The world’s favourite stats papers

Robert Grant's stats blog

People often say that Bland and Altman’s paper where they set out the eponymous plot for comparing two measures in medical statistics is the most-cited stats paper ever. I thought I would poke around on Google Scholar and see what the citations looked like there.

Image Martin Bland (left) & Doug Altman, Cambridge 1981. Photo courtesy of Martin Bland’s homepage at York.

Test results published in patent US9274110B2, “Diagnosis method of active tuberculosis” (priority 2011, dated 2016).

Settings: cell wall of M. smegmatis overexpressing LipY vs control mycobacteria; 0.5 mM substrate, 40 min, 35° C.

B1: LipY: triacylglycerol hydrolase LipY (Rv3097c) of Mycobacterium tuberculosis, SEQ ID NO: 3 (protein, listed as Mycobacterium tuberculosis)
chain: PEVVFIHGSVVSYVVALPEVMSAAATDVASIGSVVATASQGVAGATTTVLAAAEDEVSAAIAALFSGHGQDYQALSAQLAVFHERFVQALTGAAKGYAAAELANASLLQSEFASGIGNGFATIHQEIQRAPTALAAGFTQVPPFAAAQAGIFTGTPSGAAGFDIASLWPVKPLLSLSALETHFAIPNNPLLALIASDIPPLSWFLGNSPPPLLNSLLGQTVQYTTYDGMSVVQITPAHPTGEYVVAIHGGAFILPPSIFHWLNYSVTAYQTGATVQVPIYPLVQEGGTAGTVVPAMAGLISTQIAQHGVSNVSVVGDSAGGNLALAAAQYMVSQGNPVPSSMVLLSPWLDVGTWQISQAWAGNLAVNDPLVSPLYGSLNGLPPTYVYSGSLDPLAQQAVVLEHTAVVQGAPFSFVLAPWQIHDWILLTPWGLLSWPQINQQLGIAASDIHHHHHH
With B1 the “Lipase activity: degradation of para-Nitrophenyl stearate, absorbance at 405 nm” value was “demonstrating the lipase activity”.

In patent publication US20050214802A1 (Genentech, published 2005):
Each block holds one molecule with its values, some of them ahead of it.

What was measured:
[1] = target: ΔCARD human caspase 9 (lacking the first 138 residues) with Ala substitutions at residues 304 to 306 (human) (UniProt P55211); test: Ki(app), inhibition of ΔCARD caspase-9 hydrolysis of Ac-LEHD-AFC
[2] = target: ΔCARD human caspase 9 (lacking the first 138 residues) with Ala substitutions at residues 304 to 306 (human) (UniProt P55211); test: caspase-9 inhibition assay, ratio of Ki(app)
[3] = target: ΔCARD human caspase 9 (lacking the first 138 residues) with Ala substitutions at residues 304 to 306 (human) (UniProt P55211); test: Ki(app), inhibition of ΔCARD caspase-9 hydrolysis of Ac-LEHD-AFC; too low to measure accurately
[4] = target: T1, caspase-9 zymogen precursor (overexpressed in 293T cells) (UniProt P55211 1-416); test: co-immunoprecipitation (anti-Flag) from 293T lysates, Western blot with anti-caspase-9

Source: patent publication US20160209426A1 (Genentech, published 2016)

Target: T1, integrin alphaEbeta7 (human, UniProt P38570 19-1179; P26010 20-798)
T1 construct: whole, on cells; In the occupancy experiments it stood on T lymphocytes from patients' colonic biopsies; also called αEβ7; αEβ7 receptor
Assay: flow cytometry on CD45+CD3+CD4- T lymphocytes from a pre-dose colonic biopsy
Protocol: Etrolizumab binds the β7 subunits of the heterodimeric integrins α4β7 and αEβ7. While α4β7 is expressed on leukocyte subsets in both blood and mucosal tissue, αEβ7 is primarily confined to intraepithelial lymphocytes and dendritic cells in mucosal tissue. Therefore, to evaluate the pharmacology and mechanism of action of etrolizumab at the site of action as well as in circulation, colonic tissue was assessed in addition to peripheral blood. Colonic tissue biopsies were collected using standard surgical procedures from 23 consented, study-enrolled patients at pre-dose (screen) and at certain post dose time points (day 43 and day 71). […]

In terms of total citations, and given all the shortcoming of this as a measure of anything, there are two ahead of B&A, and they needn’t feel cheated, as we’re talking about titans of statistics here. Here’s the rankings for the seven papers I could think of testing:

  1. Cox (1972) Regression and life tables: 35,512 citations. 
  2. DLR (1977) Maximum likelihood from incomplete data via the EM algorithm: 34,988
  3. Bland & Altman (1986) Statistical methods for assessing agreement between two methods of clinical measurement: 27,181
  4. Geman & Geman (1984) Stochastic relaxation, Gibbs…

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